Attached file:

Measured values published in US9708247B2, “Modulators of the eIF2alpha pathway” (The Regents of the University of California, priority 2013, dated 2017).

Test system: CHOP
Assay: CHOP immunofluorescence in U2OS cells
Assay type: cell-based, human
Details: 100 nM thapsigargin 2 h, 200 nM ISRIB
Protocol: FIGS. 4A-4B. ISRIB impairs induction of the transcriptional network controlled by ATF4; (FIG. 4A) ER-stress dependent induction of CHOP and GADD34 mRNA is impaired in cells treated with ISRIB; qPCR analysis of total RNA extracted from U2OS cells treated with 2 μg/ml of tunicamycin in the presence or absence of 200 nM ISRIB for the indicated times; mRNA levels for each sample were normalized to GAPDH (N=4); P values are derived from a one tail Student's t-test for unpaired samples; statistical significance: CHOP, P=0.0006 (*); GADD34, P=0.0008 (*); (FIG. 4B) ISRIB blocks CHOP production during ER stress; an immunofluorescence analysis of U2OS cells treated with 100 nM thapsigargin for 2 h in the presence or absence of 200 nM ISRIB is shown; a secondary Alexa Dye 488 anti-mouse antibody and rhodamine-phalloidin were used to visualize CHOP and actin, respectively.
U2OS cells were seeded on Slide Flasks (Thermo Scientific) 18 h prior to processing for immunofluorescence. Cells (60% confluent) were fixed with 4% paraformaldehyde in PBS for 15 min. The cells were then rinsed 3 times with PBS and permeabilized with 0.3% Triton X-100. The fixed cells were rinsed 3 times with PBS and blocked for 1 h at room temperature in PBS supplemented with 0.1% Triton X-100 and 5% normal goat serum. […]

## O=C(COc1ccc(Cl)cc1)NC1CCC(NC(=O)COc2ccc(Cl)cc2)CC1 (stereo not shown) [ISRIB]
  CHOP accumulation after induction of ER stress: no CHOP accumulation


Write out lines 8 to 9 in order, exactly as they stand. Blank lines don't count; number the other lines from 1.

## O=C(COc1ccc(Cl)cc1)NC1CCC(NC(=O)COc2ccc(Cl)cc2)CC1 (stereo not shown) [ISRIB]
  CHOP accumulation after induction of ER stress: no CHOP accumulation